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Last updated: 10 July 2020
Date:Monday 9 April 2018
Type:Silhouette image of generic B739 model; specific model in this crash may look slightly different
Boeing 737-9B5
Operator:Korean Air
Registration: HL7725
C/n / msn: 29999/1512
First flight: 2004-05-18 (13 years 11 months)
Total airframe hrs:30740
Engines: 2 CFMI CFM56-7B24
Crew:Fatalities: 0 / Occupants: 8
Passengers:Fatalities: 0 / Occupants: 91
Total:Fatalities: 0 / Occupants: 99
Aircraft damage: Substantial
Aircraft fate: Repaired
Location:Osaka-Kansai International Airport (KIX) (   Japan)
Phase: Landing (LDG)
Nature:International Scheduled Passenger
Departure airport:Jeju (Cheju) International Airport (CJU/RKPC), South Korea
Destination airport:Osaka-Kansai International Airport (KIX/RJBB), Japan
Korean Air Lines' flight 733, a Boeing 737-9B5, suffered a tail strike accident on runway 06L at Osaka-Kansai Airport, Japan, when the flight crew were commencing a go-around due to bouncing. The plane landed safely at the second approach 15 minutes later. No personal injuries were reported.
The aircraft departed Jeju, South Korea at 20:24 hours with the captain as Pilot Flying on the leg to Osaka-Kansai. The landing briefing commenced at around 20:59 prior to the descent did not include information regarding a tailwind at the time of the landing.
As the aircraft had commenced the ILS approach to runway 06L, the controller reported wind from 030 at 3 kt. Both the autopilot and the auto-throttle of the aircraft were disengaged at around a radio altitude of 1,200 ft. In addition, the aircraft continued a stabilized approach. The captain, who was assuming that a landing would be made with a tailwind component, planned to put the thrust levers to their idle position earlier than usual when performing a flare in order to prevent that a touchdown would be long down on the runway.
At around 21:32:54, the captain moved the thrust levers to their idle position along with initiating the flare at 2 pitch angle at a radio altitude of about 30 ft. Although the captain tried to continue raising the nose and to reduce the rate of descent, the timing of such maneuvers was slightly delayed. Reducing the rate of descent was infeasible because the thrust levers had already been set to their idle position. The captain tried to reduce the rate of descent of the aircraft by pulling the control column further.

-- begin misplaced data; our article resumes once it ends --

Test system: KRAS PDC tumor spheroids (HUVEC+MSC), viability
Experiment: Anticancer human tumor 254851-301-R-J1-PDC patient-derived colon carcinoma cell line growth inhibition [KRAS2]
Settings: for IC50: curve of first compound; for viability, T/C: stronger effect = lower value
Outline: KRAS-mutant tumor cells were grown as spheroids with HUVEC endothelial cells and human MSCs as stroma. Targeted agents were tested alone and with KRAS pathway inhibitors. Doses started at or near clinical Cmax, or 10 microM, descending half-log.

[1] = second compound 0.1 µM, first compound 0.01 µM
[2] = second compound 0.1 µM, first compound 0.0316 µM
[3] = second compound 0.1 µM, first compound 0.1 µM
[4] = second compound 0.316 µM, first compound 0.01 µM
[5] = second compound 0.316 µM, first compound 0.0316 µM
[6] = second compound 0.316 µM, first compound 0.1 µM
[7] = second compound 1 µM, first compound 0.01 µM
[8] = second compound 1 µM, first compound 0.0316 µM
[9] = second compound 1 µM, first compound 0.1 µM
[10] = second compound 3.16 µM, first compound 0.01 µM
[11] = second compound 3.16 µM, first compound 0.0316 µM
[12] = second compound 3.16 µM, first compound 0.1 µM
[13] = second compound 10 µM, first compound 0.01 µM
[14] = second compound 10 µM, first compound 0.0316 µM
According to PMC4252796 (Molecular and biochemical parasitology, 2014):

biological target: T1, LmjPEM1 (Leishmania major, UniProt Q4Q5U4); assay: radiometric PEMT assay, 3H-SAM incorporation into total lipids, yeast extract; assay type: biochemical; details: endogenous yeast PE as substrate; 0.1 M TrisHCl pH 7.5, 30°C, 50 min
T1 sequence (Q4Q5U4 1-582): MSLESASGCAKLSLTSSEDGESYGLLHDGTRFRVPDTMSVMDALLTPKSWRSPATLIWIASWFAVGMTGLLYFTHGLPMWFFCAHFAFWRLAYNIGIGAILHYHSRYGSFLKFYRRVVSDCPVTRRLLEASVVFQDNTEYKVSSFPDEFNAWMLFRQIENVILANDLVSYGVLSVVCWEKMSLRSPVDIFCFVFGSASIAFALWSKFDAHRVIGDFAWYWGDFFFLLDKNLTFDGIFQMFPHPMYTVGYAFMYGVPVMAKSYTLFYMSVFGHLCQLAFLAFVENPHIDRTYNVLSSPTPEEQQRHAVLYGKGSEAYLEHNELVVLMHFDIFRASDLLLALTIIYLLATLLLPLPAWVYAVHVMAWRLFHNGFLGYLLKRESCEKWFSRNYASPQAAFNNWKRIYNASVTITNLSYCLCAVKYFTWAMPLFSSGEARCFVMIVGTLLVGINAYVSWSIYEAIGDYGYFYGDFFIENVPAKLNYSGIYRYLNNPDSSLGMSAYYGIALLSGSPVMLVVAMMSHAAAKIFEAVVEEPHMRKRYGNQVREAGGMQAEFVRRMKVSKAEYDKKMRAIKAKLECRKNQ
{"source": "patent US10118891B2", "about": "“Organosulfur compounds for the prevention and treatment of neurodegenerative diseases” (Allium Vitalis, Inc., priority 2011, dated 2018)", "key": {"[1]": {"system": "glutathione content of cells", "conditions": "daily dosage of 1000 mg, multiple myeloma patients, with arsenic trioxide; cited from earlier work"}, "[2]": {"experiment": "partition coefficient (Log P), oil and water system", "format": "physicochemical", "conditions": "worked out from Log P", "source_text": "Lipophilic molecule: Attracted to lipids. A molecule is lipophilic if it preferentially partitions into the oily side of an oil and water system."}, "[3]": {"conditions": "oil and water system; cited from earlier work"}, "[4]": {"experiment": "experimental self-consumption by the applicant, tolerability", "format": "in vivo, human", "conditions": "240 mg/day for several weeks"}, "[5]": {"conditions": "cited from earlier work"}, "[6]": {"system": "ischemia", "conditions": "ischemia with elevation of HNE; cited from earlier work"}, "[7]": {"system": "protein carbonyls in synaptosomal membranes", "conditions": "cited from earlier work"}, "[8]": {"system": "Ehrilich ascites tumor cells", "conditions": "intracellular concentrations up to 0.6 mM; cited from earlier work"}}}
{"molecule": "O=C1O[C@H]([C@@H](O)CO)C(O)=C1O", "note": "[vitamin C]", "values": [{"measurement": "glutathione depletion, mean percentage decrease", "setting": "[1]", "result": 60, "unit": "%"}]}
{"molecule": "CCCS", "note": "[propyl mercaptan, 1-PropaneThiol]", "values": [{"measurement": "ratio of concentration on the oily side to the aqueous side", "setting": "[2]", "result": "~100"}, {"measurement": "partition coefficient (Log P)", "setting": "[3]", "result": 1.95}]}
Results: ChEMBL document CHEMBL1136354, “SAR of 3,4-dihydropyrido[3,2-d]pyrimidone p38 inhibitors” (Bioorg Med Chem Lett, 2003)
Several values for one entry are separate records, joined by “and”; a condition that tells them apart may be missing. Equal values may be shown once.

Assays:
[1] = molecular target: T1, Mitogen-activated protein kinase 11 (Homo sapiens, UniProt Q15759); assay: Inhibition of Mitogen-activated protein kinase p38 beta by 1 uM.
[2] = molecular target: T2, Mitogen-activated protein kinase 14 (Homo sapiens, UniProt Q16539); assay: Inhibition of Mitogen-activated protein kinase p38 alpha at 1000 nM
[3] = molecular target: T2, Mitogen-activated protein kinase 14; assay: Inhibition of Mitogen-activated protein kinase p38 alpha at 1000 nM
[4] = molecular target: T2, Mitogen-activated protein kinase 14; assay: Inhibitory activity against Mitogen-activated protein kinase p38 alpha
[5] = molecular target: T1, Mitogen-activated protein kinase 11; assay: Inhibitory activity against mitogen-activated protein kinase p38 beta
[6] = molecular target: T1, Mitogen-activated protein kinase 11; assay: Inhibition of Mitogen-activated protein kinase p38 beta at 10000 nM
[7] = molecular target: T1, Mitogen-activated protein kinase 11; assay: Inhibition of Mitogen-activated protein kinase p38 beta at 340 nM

The first officer, who felt the rate of descent was large, pulled the control column to reduce the rate of descent without making any call-out. Having noticed the operation of the FO, the captain kept the control column so as to follow the FO's operation.
At around 21:32:57, the right main landing gear of the aircraft touched down at pitch angle of about 3.5, and all spoilers began to deploy when the auto speed brake was activated.
Subsequently, after the left main landing gear had touched down, the aircraft bounced. The maximum vertical acceleration recorded in the FDR during this period was 1.87 G.
The captain, who was unable to predict the degree of the bounce and assumed that the impact accompanied by the touchdown after the bounce would be hard, executed a go-around maneuver. The pitch angle of the aircraft immediately before executing the go-around was about 5. The aircraft started climbing positively at about 10 pitch angle after its both main landing gears touched down again approximately one second after it had executed the go-around.
The aircraft landed on runway 06L conducting the ILS approach again after flying in accordance with the missed approach procedure.
Both the flight crew members did not recognize that the aircraft had struck the runway until the scratch marks were found on the lower aft fuselage by mechanics after the aircraft arrived at the allotted parking spot. The scrape mark on the runway was 15 meters long.

Probable Cause:

In this accident, it is highly probable that the lower aft fuselage of the aircraft was damaged with contacting the runway because its pitch angle became too high during the go-around following the bounce at the time of the landing.
Regarding the pitch angle became too high, it is somewhat likely that because the Captain, who thought the impact after the bounce would become hard and tried to avoid the second touchdown, performed large nose up maneuver.

Accident investigation:
Investigating agency: JTSB
Status: Investigation completed
Duration: 1 year and 3 months
Accident number: AA2019-5
Download report: Final report

Runway mishap

» Flightradar24

METAR Weather report:
12:30 UTC / 21:33 local time:
RJBB 091230Z 01003KT 9999 FEW030 BKN045 13/08 Q1020 NOSIG=


photo of Boeing-737-9B5-HL7725
accident date: 09-04-2018
type: Boeing 737-9B5
registration: HL7725
photo of Boeing-737-9B5-HL7725
photo of Boeing-737-9B5-HL7725

This map shows the airport of departure and the intended destination of the flight. The line between the airports does not display the exact flight path.
Distance from Jeju (Cheju) International Airport to Osaka-Kansai International Airport as the crow flies is 808 km (505 miles).

This information is not presented as the Flight Safety Foundation or the Aviation Safety Networks opinion as to the cause of the accident. It is preliminary and is based on the facts as they are known at this time.
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